Consumer, Family Safety

How Rabid Are You? 3 Ways to Protect Your Child’s Privacy

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By on Oct 15, 2013

id_theft_familyThey bound into the world full of giggles and coos riding atop a clean, blank canvas. There’s not a smudge on them—physically or digitally. But how long does it take for a child to fall prey to a cyber crook?

Unfortunately, not long at all, hours even, thanks to some very unscrupulous people trolling for victims online. Identity thieves are increasingly using children’s social security numbers since this type of theft often goes undiscovered for long periods of time.

How do we even begin to protect our kids against the seedier side of the Internet that can knock down their credit score before they even learn to crawl?

First, this is no time to be timid. We decide to stand up for our kids’ privacy and commit to learning more and more about how we can personally protect our family online.

Second, we commit to living in the reality that everyone with a name and a social security number is prone to identity theft—yes, even our children. The channels of technology that connect us far too encompassing to circumvent. You are not special, you are a number and you can get identity jacked at any moment.

Third, we talk candidly to our kids about the fallout of online crime and how to protect privacy. In the same way we taught them about “stranger danger,” they need to understand the tricks and schemes of those who make a living exploiting personal information for financial gain.

Here are 3 ways to safeguard your child’s identity:

  1. Get rabid about privacy. If you don’t already, absolutely REFUSE to give out your child’s Social Security number or birth certificate to any organization or entity that is not a government entity (such as a school, DMV, or passport office). If you must give out a Social Security number, demand identification of the person taking the information, ask detailed questions on why the information is needed, who will have access to it, how the information will be stored and how it will be destroyed when it’s no longer needed. Keep a record of anyone who has your child’s Social Security number so that you can retrace steps if a violation occurs.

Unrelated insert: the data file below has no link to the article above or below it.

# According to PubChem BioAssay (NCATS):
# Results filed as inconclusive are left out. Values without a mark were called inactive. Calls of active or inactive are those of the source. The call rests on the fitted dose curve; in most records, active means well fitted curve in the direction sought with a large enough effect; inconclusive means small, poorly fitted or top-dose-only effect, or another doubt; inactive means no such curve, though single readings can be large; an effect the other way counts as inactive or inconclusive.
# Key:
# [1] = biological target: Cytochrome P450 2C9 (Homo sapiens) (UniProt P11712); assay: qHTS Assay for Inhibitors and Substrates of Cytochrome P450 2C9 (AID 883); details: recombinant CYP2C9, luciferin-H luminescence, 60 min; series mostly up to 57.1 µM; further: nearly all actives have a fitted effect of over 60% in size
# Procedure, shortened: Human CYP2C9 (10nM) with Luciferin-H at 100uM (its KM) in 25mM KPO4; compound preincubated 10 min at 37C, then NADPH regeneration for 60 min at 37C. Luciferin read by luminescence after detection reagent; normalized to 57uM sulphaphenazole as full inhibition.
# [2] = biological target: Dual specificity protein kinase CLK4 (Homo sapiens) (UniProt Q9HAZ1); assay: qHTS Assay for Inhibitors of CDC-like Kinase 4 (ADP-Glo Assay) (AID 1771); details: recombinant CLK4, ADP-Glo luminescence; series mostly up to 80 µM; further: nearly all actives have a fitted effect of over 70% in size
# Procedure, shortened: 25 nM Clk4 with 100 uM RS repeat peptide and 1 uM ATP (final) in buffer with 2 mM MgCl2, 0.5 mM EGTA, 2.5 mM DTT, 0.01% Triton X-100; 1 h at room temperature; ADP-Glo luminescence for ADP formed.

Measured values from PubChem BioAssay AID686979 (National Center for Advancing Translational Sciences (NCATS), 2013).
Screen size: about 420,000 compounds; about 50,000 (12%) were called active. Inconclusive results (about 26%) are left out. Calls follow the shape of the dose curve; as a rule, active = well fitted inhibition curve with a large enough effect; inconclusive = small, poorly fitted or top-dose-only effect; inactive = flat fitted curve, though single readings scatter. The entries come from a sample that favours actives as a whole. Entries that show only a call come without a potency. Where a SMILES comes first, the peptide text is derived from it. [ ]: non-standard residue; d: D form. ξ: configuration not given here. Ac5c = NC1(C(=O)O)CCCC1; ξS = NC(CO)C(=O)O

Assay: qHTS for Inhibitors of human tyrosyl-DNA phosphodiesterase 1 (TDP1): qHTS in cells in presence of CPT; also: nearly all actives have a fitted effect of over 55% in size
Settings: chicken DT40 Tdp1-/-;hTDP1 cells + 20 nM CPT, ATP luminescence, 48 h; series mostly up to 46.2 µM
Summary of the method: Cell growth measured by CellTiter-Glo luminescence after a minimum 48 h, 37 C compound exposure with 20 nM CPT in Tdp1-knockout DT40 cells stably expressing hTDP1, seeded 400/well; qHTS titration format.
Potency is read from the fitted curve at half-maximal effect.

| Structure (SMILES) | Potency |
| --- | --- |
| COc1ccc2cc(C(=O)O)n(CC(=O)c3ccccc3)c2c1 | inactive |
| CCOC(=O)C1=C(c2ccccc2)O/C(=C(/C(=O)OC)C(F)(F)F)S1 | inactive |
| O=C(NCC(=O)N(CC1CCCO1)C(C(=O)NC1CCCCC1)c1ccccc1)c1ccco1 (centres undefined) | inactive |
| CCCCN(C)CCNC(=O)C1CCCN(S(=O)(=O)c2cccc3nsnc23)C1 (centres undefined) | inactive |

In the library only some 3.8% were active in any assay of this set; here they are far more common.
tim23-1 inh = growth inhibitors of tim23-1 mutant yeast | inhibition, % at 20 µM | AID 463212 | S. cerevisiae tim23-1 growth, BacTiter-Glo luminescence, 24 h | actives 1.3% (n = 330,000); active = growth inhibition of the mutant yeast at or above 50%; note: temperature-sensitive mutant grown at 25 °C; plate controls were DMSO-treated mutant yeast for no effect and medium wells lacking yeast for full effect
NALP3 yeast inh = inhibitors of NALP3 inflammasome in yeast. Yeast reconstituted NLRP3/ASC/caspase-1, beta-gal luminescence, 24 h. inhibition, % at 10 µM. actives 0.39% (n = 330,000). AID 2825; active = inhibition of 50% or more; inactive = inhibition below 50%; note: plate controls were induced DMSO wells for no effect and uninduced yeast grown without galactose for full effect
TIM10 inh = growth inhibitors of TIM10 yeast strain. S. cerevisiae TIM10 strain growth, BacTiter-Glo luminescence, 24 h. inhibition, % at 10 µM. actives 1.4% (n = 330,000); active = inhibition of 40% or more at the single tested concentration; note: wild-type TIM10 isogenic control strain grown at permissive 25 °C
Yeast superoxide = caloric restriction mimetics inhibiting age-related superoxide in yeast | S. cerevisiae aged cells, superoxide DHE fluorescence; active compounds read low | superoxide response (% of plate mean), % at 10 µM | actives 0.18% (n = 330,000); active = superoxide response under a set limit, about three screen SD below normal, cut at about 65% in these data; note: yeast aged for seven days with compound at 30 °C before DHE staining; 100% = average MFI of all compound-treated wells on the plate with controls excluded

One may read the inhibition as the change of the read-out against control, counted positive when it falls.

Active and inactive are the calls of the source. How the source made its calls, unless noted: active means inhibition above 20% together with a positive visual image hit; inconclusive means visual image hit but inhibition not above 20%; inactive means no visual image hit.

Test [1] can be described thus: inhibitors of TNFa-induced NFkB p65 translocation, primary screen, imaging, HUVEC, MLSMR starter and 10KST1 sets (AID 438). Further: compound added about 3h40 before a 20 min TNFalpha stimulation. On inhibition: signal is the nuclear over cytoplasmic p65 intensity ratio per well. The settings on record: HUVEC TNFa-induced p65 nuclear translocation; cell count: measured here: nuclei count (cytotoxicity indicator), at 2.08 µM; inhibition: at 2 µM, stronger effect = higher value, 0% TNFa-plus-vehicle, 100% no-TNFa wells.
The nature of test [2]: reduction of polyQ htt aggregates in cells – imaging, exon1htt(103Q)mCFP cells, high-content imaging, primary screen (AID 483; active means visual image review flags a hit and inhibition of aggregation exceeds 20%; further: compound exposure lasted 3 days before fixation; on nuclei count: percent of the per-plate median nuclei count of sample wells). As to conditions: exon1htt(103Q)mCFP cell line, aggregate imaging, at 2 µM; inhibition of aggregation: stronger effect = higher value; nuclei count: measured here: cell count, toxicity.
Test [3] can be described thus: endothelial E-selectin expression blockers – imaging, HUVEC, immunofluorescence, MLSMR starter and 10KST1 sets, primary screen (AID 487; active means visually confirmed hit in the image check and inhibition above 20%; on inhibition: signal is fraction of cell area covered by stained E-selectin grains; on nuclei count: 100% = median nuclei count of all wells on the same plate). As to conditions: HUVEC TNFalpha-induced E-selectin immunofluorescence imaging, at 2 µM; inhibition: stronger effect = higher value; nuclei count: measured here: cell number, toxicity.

2. File a fraud alert. By filing a fraud alert in your child’s name with the credit bureaus several times a year, you will be able to catch any credit fraud early. Since your child does not have any credit, anything that comes back will be illegal activity. The fraud alert will remain in place for only 90 days. When the time runs out, you’ll need to reactivate the alert. You can achieve the same thing by filing an earnings report from the Social Security Administration. The report will reveal any earnings acquired under your child’s social security number.
  3. Get security software. The best protection against child identity theft (or any identity theft) is comprehensive device security such as McAfee LiveSafe™ service. This is the easiest, most effective Lifehack when it comes to quick, efficient, total cyber security.

This is likely a new mindset but it’s critical to your child’s future. Taking these few steps and committing to an attitude of diligence can save your child (and you) countless hours and even years of credit or identity recovery should their private information get into the wrong hands. Identity theft can affect a job search, a mortgage rate, a car purchase, and sadly, even a victim’s self esteem for years to come.

Intel and McAfee, along with the National Cyber Security Alliance, are making it easy for users to participate in NCSAM with Digital Lifehacks. These lifehacks are providing simple tips to stay safe online and are encouraging sharing of this content by offering prizes like a Dell Ultrabook™ and McAfee LiveSafe™ for sharing this content! Learn more at www.mcafee.com/lifehacks . You can also join in the conversation on Twitter and online by using the hashtag #HackYourLife.

 

Toni Birdsong is a Family Safety Evangelist to McAfee. You can find her on Twitter @SafeEyes. (Disclosures).

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